Long-term disease and patient-reported outcomes of a continuous treat-to-target approach in patients with early rheumatoid arthritis in daily clinical practice

G.A. Versteeg (Corresponding Author), L.M.M. Steunebrink, H.E. Vonkeman, P.M. ten Klooster, A.E. van der Bijl, M.A.F.J. van de Laar

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Abstract

Patients in real life may differ from those in clinical trials. The aim of this study is to report 5-year outcomes of a continuous treat-to-target (T2T) approach in patients with rheumatoid arthritis (RA) in daily clinical practice. In the Dutch RhEumatoid Arthritis Monitoring cohort, all patients with a clinical diagnosis of RA were treated according to a protocolled T2T strategy, aimed at 28-joint Disease Activity Score (DAS28) < 2.6. Outcomes were percentages of patients in distinct levels of disease activity, mean course of DAS28 and prevalence of sustained (drug-free) remission. Also, data on functional disability (Health Assessment Questionnaire) and health-related quality of life (Short-Form 36) were examined. Mean DAS28 improved from 4.93 (95% CI 4.81-5.05) at baseline to 2.49 (95% CI 2.35-2.63) after 12 months and remained stable thereafter. Percentages of patients at 12 months with DAS28 < 2.6 (remission), DAS28 ≥ 2.6 and ≤ 3.2 (low disease activity), DAS28 > 3.2 and ≤ 5.1 (moderate disease activity) and DAS28 > 5.1 (high disease activity) were 63, 16, 18 and 3%, respectively. Sustained remission (DAS28 < 2.6 during ≥ 6 months) was observed at least once in 84% of the patients and drug-free remission (DAS28 < 2.6 during ≥ 6 months after withdrawal of all disease-modifying anti-rheumatic drugs) in 36% of the patients. Functional disability and health-related quality of life significantly improved during the first 24 weeks. Continuous application of T2T in real-life RA patients leads to favourable disease- and patient-related outcomes.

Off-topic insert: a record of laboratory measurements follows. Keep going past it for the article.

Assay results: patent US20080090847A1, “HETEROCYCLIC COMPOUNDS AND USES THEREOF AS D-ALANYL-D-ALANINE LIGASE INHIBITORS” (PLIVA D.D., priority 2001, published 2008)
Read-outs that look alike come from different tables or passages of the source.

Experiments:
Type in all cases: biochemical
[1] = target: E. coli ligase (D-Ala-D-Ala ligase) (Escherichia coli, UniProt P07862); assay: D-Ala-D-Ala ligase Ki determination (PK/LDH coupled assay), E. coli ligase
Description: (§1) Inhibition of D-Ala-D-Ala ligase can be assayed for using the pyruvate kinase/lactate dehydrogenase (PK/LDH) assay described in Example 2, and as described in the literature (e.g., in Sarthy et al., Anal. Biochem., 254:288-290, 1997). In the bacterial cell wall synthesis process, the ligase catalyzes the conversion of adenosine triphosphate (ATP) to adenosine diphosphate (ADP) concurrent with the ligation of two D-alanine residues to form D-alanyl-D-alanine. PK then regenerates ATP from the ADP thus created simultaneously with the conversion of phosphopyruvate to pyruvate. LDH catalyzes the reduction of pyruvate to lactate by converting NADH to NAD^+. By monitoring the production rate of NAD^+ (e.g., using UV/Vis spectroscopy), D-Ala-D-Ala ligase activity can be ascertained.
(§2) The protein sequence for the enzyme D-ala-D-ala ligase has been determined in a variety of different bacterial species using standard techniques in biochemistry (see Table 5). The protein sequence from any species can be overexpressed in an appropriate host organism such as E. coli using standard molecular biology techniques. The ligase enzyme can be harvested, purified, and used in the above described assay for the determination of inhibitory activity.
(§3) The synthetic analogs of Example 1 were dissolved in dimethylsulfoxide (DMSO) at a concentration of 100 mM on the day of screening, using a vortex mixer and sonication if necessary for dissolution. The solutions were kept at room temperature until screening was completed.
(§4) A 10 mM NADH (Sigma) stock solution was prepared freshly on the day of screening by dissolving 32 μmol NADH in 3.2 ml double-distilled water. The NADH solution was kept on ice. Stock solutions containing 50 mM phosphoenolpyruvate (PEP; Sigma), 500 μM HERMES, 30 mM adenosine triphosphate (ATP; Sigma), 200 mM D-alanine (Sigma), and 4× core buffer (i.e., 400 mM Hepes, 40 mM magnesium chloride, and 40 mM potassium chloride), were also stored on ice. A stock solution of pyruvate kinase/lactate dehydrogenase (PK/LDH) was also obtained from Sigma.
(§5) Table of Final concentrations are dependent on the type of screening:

Original languageEnglish
Pages (from-to)1189-1197
Number of pages9
JournalClinical rheumatology
Volume37
Issue number5
Early online date1 Feb 2018
DOIs
Publication statusPublished - 1 May 2018

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